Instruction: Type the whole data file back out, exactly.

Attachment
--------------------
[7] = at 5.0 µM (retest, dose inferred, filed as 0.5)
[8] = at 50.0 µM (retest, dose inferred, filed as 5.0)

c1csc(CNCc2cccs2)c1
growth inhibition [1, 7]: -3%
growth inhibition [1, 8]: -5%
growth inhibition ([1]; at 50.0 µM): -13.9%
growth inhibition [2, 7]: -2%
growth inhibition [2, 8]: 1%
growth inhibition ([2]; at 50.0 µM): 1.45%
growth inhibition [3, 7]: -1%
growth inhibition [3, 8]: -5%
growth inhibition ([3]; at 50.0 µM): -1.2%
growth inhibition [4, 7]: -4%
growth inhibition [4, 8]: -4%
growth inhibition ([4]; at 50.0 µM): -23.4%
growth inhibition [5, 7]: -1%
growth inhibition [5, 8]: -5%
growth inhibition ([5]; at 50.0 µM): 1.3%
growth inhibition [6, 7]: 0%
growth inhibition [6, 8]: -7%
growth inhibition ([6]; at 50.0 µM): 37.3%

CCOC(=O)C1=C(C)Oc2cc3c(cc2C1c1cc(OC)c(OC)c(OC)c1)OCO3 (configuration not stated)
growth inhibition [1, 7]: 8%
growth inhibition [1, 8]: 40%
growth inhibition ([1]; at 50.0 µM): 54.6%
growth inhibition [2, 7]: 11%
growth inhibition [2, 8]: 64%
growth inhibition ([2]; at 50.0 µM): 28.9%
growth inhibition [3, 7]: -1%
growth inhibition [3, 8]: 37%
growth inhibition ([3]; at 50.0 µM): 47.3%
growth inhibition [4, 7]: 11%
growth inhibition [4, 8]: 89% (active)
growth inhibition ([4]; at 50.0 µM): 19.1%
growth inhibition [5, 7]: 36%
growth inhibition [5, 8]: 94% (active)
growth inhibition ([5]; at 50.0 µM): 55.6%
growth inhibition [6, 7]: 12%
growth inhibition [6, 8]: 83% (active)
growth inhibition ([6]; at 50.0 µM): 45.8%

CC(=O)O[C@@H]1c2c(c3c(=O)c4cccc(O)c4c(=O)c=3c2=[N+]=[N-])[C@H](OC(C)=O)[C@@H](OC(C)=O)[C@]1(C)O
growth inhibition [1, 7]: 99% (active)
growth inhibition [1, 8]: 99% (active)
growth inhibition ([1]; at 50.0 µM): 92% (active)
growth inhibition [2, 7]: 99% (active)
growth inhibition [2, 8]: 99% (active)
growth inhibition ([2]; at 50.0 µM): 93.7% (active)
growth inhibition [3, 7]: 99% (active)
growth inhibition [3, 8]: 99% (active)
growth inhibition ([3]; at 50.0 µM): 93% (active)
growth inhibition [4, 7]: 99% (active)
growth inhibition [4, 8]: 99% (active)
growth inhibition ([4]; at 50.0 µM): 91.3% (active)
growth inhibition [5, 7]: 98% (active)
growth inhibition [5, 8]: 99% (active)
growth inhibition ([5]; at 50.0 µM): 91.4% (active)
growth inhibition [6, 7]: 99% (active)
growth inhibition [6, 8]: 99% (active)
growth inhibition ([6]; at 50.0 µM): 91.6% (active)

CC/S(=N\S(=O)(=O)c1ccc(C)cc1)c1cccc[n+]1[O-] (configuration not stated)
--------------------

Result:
[7] = at 5.0 µM (retest, dose inferred, filed as 0.5)
[8] = at 50.0 µM (retest, dose inferred, filed as 5.0)

c1csc(CNCc2cccs2)c1
growth inhibition [1, 7]: -3%
growth inhibition [1, 8]: -5%
growth inhibition ([1]; at 50.0 µM): -13.9%
growth inhibition [2, 7]: -2%
growth inhibition [2, 8]: 1%
growth inhibition ([2]; at 50.0 µM): 1.45%
growth inhibition [3, 7]: -1%
growth inhibition [3, 8]: -5%
growth inhibition ([3]; at 50.0 µM): -1.2%
growth inhibition [4, 7]: -4%
growth inhibition [4, 8]: -4%
growth inhibition ([4]; at 50.0 µM): -23.4%
growth inhibition [5, 7]: -1%
growth inhibition [5, 8]: -5%
growth inhibition ([5]; at 50.0 µM): 1.3%
growth inhibition [6, 7]: 0%
growth inhibition [6, 8]: -7%
growth inhibition ([6]; at 50.0 µM): 37.3%

CCOC(=O)C1=C(C)Oc2cc3c(cc2C1c1cc(OC)c(OC)c(OC)c1)OCO3 (configuration not stated)
growth inhibition [1, 7]: 8%
growth inhibition [1, 8]: 40%
growth inhibition ([1]; at 50.0 µM): 54.6%
growth inhibition [2, 7]: 11%
growth inhibition [2, 8]: 64%
growth inhibition ([2]; at 50.0 µM): 28.9%
growth inhibition [3, 7]: -1%
growth inhibition [3, 8]: 37%
growth inhibition ([3]; at 50.0 µM): 47.3%
growth inhibition [4, 7]: 11%
growth inhibition [4, 8]: 89% (active)
growth inhibition ([4]; at 50.0 µM): 19.1%
growth inhibition [5, 7]: 36%
growth inhibition [5, 8]: 94% (active)
growth inhibition ([5]; at 50.0 µM): 55.6%
growth inhibition [6, 7]: 12%
growth inhibition [6, 8]: 83% (active)
growth inhibition ([6]; at 50.0 µM): 45.8%

CC(=O)O[C@@H]1c2c(c3c(=O)c4cccc(O)c4c(=O)c=3c2=[N+]=[N-])[C@H](OC(C)=O)[C@@H](OC(C)=O)[C@]1(C)O
growth inhibition [1, 7]: 99% (active)
growth inhibition [1, 8]: 99% (active)
growth inhibition ([1]; at 50.0 µM): 92% (active)
growth inhibition [2, 7]: 99% (active)
growth inhibition [2, 8]: 99% (active)
growth inhibition ([2]; at 50.0 µM): 93.7% (active)
growth inhibition [3, 7]: 99% (active)
growth inhibition [3, 8]: 99% (active)
growth inhibition ([3]; at 50.0 µM): 93% (active)
growth inhibition [4, 7]: 99% (active)
growth inhibition [4, 8]: 99% (active)
growth inhibition ([4]; at 50.0 µM): 91.3% (active)
growth inhibition [5, 7]: 98% (active)
growth inhibition [5, 8]: 99% (active)
growth inhibition ([5]; at 50.0 µM): 91.4% (active)
growth inhibition [6, 7]: 99% (active)
growth inhibition [6, 8]: 99% (active)
growth inhibition ([6]; at 50.0 µM): 91.6% (active)

CC/S(=N\S(=O)(=O)c1ccc(C)cc1)c1cccc[n+]1[O-] (configuration not stated)